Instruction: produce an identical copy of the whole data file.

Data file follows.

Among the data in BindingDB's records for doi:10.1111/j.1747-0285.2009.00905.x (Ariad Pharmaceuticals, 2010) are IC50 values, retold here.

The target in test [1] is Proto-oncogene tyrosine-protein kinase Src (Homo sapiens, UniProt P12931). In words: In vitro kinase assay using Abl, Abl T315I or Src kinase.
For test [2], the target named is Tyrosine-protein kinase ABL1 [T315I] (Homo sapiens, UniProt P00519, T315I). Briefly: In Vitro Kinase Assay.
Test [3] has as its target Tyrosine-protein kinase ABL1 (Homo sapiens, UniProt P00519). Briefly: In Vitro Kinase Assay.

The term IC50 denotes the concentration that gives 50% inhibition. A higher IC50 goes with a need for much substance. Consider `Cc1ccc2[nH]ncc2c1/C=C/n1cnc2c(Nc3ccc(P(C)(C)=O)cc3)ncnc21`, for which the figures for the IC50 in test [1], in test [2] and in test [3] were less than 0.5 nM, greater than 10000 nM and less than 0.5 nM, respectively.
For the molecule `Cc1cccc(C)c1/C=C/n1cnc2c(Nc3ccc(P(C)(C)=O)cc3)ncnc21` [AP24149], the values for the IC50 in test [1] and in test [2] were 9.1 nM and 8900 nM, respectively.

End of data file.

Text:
Among the data in BindingDB's records for doi:10.1111/j.1747-0285.2009.00905.x (Ariad Pharmaceuticals, 2010) are IC50 values, retold here.

The target in test [1] is Proto-oncogene tyrosine-protein kinase Src (Homo sapiens, UniProt P12931). In words: In vitro kinase assay using Abl, Abl T315I or Src kinase.
For test [2], the target named is Tyrosine-protein kinase ABL1 [T315I] (Homo sapiens, UniProt P00519, T315I). Briefly: In Vitro Kinase Assay.
Test [3] has as its target Tyrosine-protein kinase ABL1 (Homo sapiens, UniProt P00519). Briefly: In Vitro Kinase Assay.

The term IC50 denotes the concentration that gives 50% inhibition. A higher IC50 goes with a need for much substance. Consider `Cc1ccc2[nH]ncc2c1/C=C/n1cnc2c(Nc3ccc(P(C)(C)=O)cc3)ncnc21`, for which the figures for the IC50 in test [1], in test [2] and in test [3] were less than 0.5 nM, greater than 10000 nM and less than 0.5 nM, respectively.
For the molecule `Cc1cccc(C)c1/C=C/n1cnc2c(Nc3ccc(P(C)(C)=O)cc3)ncnc21` [AP24149], the values for the IC50 in test [1] and in test [2] were 9.1 nM and 8900 nM, respectively.